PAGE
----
(Bloomberg) -- For bond funds, duration is a big part of destiny this year.
The top-performing biggest intermediate bond funds, led by Jeffrey Gundlach’s DoubleLine Total Return Bond Fund, generally have shorter duration than rivals. And laggards, such as Western Asset Core Plus Bond Fund, have longer ones. Duration, one of several factors that determine performance, measures sensitivity to changes in interest rates.
As yields on 10-year Treasuries have reached 3 percent, shorter duration is helping managers pare losses.
“We turned maximum bearish on 10-year yields and bonds generally July 6, 2016,” Gundlach told investors at a New York event on Tuesday. “We’ve remained in a bearish posture largely on rates since then.”
An exception to the rule: the Pimco Total Return Fund, which combines the lowest duration among the 10 biggest active funds but only middling performance. Intermediate funds generally get compared to the Bloomberg Barclays U.S. Aggregate Bond Index, which has a duration of 6.31 years.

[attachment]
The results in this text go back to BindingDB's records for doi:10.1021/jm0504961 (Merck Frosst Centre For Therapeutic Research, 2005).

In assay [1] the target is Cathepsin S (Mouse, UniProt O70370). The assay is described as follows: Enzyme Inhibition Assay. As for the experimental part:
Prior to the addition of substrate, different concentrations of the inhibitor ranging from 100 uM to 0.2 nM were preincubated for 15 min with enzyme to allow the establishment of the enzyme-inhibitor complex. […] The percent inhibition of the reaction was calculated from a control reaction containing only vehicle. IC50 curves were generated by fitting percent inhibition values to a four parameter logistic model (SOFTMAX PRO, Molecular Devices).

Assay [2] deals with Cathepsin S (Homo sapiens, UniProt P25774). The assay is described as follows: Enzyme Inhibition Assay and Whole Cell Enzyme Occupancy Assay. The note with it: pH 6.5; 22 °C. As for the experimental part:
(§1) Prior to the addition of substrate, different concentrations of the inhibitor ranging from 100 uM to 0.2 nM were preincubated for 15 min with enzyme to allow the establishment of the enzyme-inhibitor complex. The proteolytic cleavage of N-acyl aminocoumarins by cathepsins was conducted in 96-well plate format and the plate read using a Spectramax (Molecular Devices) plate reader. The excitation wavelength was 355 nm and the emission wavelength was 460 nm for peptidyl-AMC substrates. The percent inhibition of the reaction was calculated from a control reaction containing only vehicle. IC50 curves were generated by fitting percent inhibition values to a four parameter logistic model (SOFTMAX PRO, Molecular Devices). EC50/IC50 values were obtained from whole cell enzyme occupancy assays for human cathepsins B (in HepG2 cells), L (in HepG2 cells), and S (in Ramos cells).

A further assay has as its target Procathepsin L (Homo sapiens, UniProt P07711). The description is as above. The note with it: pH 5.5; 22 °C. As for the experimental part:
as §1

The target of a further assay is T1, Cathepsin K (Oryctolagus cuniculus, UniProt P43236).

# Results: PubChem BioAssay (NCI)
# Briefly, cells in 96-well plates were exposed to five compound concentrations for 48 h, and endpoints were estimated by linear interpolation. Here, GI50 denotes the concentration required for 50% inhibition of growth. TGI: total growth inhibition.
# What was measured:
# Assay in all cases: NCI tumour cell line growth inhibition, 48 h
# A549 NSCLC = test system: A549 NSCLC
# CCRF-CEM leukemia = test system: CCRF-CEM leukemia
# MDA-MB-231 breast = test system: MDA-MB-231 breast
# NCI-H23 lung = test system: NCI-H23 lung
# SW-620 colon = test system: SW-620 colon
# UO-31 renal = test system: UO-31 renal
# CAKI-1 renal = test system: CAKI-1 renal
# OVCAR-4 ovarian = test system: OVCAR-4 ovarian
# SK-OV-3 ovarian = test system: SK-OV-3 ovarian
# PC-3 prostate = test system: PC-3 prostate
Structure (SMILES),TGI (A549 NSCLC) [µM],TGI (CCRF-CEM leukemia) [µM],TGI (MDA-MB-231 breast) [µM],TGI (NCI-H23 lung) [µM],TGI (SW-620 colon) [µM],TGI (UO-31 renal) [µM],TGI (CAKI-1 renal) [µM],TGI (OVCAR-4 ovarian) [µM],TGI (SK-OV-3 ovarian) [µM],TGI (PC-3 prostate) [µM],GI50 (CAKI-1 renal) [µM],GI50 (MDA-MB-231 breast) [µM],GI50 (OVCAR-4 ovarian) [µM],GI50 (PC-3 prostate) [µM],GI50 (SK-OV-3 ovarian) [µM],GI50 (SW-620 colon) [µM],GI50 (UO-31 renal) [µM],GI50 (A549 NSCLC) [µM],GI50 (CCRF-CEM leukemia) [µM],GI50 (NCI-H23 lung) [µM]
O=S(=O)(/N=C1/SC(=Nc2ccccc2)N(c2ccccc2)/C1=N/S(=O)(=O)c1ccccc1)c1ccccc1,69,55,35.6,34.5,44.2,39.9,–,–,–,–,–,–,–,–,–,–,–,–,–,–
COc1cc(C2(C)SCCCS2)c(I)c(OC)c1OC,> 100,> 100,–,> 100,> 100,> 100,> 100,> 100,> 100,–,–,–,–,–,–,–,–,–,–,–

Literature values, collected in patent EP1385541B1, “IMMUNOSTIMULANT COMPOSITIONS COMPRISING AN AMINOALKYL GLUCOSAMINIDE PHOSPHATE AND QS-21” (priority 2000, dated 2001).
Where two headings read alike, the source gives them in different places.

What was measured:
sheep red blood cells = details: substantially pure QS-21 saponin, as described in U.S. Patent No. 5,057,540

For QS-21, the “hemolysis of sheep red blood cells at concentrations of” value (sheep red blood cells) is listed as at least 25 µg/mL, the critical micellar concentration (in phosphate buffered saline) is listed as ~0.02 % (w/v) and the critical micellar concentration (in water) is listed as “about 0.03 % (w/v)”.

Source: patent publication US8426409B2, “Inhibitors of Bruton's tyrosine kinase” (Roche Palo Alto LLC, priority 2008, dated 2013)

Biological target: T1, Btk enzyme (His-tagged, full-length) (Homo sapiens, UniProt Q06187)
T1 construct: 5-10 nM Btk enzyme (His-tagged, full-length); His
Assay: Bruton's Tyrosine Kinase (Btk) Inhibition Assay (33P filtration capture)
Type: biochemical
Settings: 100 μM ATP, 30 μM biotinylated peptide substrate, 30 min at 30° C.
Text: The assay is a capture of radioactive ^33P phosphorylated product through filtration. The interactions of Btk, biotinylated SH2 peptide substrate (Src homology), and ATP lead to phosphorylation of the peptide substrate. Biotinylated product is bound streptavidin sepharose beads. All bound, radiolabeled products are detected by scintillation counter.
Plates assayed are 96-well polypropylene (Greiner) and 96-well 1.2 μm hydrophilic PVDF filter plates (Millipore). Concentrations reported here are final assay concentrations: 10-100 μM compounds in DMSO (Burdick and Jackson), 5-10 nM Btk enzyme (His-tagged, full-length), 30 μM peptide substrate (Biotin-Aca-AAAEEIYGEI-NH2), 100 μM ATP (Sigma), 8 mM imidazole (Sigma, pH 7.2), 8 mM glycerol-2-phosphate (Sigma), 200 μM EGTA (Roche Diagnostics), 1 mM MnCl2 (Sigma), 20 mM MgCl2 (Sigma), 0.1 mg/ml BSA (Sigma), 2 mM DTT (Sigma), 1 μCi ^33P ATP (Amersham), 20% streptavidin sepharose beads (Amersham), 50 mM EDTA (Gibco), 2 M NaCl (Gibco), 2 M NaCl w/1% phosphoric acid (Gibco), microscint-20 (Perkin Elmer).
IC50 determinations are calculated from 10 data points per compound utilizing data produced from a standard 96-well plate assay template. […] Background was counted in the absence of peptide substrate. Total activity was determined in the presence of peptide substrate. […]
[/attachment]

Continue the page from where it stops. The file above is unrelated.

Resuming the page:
“Duration is a part of the story, but only part,” Loren Fleckenstein, a DoubleLine analyst, wrote in an email. The firm also steers Total Return to what it calls a healthy Sherman ratio, which is the portfolio yield divided by portfolio duration.
DoubleLine Capital managed $119 billion across all strategies and vehicles as of March 31.
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